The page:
Why we ran it: To find out why UK drivers are turning to pick-ups in increasing numbers, and to determine whether the X-Class is as refined to live with as Merc’s cars
Month 1 - Month 2 - Month 3 - Prices & Specs
Life with a Mercedes-Benz X-Class: Month 3
Three months and 9000 miles later, we now know if a big, plush pick-up can slot in as an everyday work and family tool - 5th September 2018
The mileage tells the story. No self-examination is necessary to decide whether running a Mercedes-Benz X250d pick-up as my private car for the past three months has been a success. You only have to see how the odometer reading has climbed from 884 to 9850 in just three months.
I’m as surprised as anyone to discover that, while living in an environment where other cars are always available, I’ve used the Big X for most of my summer motoring.
Why this should be the case is a matter for deeper thought. There was always a risk that after its novelty value faded, the Merc pick-up might become a bit of a monument, left in a corner in favour of sportier and more convenient machinery. After all, our main plan was to investigate the phenomenon of UK drivers using low-tax one-tonners as family cars: what if I’d found the pick-up’s limitations too great for someone not actually benefiting from tax savings?
However, this has not been the case. In fact, I’d say two of the X-Class’s most important points of attraction have been convenience and driving appeal.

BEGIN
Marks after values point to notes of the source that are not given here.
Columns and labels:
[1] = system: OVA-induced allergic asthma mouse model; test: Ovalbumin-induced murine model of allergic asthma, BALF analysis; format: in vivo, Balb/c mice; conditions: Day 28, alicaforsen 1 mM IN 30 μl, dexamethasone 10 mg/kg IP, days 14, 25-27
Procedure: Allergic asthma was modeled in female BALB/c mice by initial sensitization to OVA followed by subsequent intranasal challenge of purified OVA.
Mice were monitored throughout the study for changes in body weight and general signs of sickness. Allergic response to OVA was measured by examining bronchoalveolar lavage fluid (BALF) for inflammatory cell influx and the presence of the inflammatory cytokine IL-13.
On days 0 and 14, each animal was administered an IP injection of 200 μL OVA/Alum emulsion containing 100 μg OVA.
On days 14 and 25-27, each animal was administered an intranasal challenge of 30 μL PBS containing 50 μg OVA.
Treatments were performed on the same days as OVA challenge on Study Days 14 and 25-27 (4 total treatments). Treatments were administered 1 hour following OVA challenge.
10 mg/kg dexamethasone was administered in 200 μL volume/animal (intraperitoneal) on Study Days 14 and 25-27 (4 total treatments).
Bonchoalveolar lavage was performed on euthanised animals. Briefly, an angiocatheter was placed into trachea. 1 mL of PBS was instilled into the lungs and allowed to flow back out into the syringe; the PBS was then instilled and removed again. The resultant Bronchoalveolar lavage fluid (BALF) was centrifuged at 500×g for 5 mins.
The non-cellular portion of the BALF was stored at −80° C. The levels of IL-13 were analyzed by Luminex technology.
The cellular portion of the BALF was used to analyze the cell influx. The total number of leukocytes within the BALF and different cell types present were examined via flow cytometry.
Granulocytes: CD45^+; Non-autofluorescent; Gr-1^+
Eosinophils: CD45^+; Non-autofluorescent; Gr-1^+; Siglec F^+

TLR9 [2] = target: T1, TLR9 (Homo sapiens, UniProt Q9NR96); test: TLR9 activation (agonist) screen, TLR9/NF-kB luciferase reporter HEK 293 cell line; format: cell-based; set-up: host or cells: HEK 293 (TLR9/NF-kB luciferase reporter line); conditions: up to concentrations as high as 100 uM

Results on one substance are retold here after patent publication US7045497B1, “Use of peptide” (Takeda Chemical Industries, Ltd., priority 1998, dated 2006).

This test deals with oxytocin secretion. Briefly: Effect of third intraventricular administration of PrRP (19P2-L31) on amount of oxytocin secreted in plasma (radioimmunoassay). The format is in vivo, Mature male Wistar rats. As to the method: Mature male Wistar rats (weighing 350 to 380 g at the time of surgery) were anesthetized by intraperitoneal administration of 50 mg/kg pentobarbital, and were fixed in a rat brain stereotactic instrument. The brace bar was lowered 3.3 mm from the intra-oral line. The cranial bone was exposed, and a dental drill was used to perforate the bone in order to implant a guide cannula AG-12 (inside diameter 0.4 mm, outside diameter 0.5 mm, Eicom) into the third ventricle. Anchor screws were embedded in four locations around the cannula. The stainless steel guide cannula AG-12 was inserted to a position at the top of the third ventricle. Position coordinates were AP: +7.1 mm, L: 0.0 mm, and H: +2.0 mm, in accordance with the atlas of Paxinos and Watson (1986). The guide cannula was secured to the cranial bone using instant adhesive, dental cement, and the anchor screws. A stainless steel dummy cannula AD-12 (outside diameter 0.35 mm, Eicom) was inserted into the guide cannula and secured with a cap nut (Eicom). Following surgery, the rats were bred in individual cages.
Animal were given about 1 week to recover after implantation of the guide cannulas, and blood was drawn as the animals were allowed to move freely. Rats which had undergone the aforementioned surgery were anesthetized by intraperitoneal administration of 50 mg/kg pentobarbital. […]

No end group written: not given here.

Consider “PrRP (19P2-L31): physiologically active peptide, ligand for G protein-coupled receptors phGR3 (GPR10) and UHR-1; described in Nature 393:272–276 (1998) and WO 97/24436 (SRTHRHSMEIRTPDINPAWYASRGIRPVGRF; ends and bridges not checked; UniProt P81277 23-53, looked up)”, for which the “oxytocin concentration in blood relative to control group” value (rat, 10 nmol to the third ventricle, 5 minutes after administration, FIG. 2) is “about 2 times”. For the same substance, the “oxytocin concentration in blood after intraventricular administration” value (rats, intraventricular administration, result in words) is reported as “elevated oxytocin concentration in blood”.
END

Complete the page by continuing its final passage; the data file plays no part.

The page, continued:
Convenience? First, the X has a big, spacious driving position, elevated for decent all-round visibility and populated with robust and well-designed controls. Most of them were created with typical competence by Nissan for the X’s closely related loadcarrier, the Navara, but are uniquely trimmed for a kind of durable luxury (brushed ally on the dashboard and Alcantara for the seat inserts) that says ‘top-end A-Class’ more than ‘Nissan’. Our Power model, the most expensive of three on offer, had Merc’s Comand infotainment system, still unusual in that once you put a day or so into learning its ways, it feels logical and quick.
Nit-pickers love spotting the X-Class’s obvious similarities to the Nissan, with which the X-Class shares plenty above and beneath the skin, but most people never actually spot the relationship, diverted by the white pearlescent paint, the diamond-cut 19in alloy wheels, the gleaming chrome rollover bar behind the cabin and the massive two-bar grille featuring a Merc ‘gunsight’ as big as a dinner plate. Far more usual during our tenure have been the genial thumbs-ups signs we’ve had from passing bikers and the envious glances from tradesmen you meet in the traffic.